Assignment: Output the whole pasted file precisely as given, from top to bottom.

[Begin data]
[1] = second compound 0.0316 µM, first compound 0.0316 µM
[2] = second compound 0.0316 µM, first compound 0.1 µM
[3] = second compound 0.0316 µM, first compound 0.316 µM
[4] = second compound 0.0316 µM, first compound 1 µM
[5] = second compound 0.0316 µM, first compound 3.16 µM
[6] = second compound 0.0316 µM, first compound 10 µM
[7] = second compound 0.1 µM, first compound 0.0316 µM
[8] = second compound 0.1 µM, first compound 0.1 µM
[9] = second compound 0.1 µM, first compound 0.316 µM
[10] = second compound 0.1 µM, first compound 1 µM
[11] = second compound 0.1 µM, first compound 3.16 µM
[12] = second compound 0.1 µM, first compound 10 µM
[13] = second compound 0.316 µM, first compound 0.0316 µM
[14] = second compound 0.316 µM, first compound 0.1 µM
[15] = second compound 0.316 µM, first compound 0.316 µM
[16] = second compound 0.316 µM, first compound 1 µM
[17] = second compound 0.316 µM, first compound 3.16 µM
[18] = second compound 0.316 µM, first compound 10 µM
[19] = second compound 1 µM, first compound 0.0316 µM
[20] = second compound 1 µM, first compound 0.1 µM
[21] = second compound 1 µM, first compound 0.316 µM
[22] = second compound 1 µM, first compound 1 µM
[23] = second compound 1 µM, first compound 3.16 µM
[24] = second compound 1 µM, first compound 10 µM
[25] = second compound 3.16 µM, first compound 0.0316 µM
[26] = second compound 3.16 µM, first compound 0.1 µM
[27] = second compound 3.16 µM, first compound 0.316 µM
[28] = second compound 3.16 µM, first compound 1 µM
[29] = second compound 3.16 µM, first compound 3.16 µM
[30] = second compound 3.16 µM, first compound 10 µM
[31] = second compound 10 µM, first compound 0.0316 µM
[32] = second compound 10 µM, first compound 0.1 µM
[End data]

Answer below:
[1] = second compound 0.0316 µM, first compound 0.0316 µM
[2] = second compound 0.0316 µM, first compound 0.1 µM
[3] = second compound 0.0316 µM, first compound 0.316 µM
[4] = second compound 0.0316 µM, first compound 1 µM
[5] = second compound 0.0316 µM, first compound 3.16 µM
[6] = second compound 0.0316 µM, first compound 10 µM
[7] = second compound 0.1 µM, first compound 0.0316 µM
[8] = second compound 0.1 µM, first compound 0.1 µM
[9] = second compound 0.1 µM, first compound 0.316 µM
[10] = second compound 0.1 µM, first compound 1 µM
[11] = second compound 0.1 µM, first compound 3.16 µM
[12] = second compound 0.1 µM, first compound 10 µM
[13] = second compound 0.316 µM, first compound 0.0316 µM
[14] = second compound 0.316 µM, first compound 0.1 µM
[15] = second compound 0.316 µM, first compound 0.316 µM
[16] = second compound 0.316 µM, first compound 1 µM
[17] = second compound 0.316 µM, first compound 3.16 µM
[18] = second compound 0.316 µM, first compound 10 µM
[19] = second compound 1 µM, first compound 0.0316 µM
[20] = second compound 1 µM, first compound 0.1 µM
[21] = second compound 1 µM, first compound 0.316 µM
[22] = second compound 1 µM, first compound 1 µM
[23] = second compound 1 µM, first compound 3.16 µM
[24] = second compound 1 µM, first compound 10 µM
[25] = second compound 3.16 µM, first compound 0.0316 µM
[26] = second compound 3.16 µM, first compound 0.1 µM
[27] = second compound 3.16 µM, first compound 0.316 µM
[28] = second compound 3.16 µM, first compound 1 µM
[29] = second compound 3.16 µM, first compound 3.16 µM
[30] = second compound 3.16 µM, first compound 10 µM
[31] = second compound 10 µM, first compound 0.0316 µM
[32] = second compound 10 µM, first compound 0.1 µM